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    Cross-posting my HN comment:

    A bit strange it did not reach the front page [on HN and there is no discussion here]. On the other hand, there is not much to discuss:

    And while I’m certain now that CentOS Linux cannot do what CentOS Stream can to solve the openness gap, I am confident that CentOS Stream can cover 95% (or so) of current user workloads stuck on the various sides of the availability gap.

    I am not sure anyone felt “stuck” on CentOS 7 or CentOS 8 (of course, now they do).

    Also, from https://www.itprotoday.com/linux/community-concerns-prompt-red-hat-drop-centos-centos-stream:

    […] Fedora for example, do have a lot of bidirectional community involvement. Unfortunately, CentOS was never like that. It was always a community of users, so that that contribution model was mostly one way.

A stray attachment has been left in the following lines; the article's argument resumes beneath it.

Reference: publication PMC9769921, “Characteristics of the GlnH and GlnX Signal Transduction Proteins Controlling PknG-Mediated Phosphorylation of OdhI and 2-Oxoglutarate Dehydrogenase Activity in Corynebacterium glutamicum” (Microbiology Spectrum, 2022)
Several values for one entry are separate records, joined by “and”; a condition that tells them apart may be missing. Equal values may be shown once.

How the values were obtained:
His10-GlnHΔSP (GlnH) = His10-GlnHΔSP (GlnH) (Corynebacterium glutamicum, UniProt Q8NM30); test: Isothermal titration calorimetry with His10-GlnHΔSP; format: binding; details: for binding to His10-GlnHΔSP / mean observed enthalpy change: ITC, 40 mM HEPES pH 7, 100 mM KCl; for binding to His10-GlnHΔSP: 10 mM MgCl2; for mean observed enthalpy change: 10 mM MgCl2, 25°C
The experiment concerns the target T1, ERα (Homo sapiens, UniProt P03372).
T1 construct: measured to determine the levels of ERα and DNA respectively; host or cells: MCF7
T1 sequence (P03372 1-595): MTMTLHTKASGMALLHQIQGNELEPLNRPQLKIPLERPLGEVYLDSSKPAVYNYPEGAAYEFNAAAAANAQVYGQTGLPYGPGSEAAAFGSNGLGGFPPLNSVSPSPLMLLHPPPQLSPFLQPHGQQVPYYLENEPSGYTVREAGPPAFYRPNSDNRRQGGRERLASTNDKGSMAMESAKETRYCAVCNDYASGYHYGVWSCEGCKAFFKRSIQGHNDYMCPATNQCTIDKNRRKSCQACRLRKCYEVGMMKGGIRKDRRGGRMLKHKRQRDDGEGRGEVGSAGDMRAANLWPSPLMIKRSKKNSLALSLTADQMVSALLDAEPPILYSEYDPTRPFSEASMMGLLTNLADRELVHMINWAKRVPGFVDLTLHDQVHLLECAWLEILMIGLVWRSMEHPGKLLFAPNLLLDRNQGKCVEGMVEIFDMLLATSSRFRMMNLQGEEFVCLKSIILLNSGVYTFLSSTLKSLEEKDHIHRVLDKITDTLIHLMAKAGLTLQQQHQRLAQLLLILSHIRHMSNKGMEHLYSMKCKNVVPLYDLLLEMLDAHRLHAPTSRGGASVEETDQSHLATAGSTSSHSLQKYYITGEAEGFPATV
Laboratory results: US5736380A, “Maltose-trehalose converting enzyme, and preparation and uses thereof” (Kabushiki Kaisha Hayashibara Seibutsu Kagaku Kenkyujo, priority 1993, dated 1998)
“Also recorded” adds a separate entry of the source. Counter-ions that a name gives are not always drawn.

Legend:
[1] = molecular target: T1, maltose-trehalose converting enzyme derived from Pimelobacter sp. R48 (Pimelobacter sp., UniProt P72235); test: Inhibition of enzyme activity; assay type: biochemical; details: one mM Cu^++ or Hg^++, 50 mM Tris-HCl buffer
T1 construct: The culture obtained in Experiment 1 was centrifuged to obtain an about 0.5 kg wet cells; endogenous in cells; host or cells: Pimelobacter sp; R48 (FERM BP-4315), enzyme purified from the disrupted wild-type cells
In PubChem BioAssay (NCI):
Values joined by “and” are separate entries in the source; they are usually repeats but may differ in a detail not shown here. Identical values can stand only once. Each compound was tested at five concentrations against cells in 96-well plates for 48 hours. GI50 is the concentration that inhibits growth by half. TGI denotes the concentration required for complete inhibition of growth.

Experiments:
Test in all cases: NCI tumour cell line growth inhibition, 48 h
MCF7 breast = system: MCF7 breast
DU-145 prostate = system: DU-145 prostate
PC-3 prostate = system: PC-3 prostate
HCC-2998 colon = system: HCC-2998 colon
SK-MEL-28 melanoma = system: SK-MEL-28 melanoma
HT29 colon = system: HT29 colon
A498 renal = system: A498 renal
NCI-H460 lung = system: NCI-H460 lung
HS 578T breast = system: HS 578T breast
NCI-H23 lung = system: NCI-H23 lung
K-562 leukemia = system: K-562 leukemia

So I don’t think they are wrong here but it’s their fault. Canonical benefits from developers using Ubuntu on their laptops and private servers, maintining PPAs etc. Nothing prevented RH to give RHEL for free to developers sans support to get a similar effect. I don’t think Stream is going to cut it. I run Ubuntu LTS or Debian on my VMs because they are largely in sync and I have confidence I can apply my experience in a commercial environment. CentOS stream will have little to do with RHEL 7 environments you’d encounter in the enterprise. I think HPC community will migrate to Rocky Linux around 2024, at least the academic part.